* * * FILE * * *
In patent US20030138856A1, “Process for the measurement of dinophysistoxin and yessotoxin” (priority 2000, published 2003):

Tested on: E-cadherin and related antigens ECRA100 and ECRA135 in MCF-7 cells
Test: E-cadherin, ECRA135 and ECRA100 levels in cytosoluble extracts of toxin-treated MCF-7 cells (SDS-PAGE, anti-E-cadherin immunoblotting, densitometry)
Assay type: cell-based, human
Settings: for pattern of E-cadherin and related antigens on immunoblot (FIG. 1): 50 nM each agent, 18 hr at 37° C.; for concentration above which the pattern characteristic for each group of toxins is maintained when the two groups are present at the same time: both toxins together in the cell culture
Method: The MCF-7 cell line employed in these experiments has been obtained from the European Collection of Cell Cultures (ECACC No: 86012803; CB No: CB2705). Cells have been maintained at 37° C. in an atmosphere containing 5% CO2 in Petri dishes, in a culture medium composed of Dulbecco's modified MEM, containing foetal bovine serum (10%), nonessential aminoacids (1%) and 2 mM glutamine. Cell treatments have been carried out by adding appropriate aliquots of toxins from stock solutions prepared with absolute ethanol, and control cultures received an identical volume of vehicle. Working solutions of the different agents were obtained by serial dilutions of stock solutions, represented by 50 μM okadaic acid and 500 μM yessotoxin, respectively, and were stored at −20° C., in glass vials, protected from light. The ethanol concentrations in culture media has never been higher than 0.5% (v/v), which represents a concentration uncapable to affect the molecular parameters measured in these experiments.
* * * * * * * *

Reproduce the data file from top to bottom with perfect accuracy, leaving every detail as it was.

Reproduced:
In patent US20030138856A1, “Process for the measurement of dinophysistoxin and yessotoxin” (priority 2000, published 2003):

Tested on: E-cadherin and related antigens ECRA100 and ECRA135 in MCF-7 cells
Test: E-cadherin, ECRA135 and ECRA100 levels in cytosoluble extracts of toxin-treated MCF-7 cells (SDS-PAGE, anti-E-cadherin immunoblotting, densitometry)
Assay type: cell-based, human
Settings: for pattern of E-cadherin and related antigens on immunoblot (FIG. 1): 50 nM each agent, 18 hr at 37° C.; for concentration above which the pattern characteristic for each group of toxins is maintained when the two groups are present at the same time: both toxins together in the cell culture
Method: The MCF-7 cell line employed in these experiments has been obtained from the European Collection of Cell Cultures (ECACC No: 86012803; CB No: CB2705). Cells have been maintained at 37° C. in an atmosphere containing 5% CO2 in Petri dishes, in a culture medium composed of Dulbecco's modified MEM, containing foetal bovine serum (10%), nonessential aminoacids (1%) and 2 mM glutamine. Cell treatments have been carried out by adding appropriate aliquots of toxins from stock solutions prepared with absolute ethanol, and control cultures received an identical volume of vehicle. Working solutions of the different agents were obtained by serial dilutions of stock solutions, represented by 50 μM okadaic acid and 500 μM yessotoxin, respectively, and were stored at −20° C., in glass vials, protected from light. The ethanol concentrations in culture media has never been higher than 0.5% (v/v), which represents a concentration uncapable to affect the molecular parameters measured in these experiments.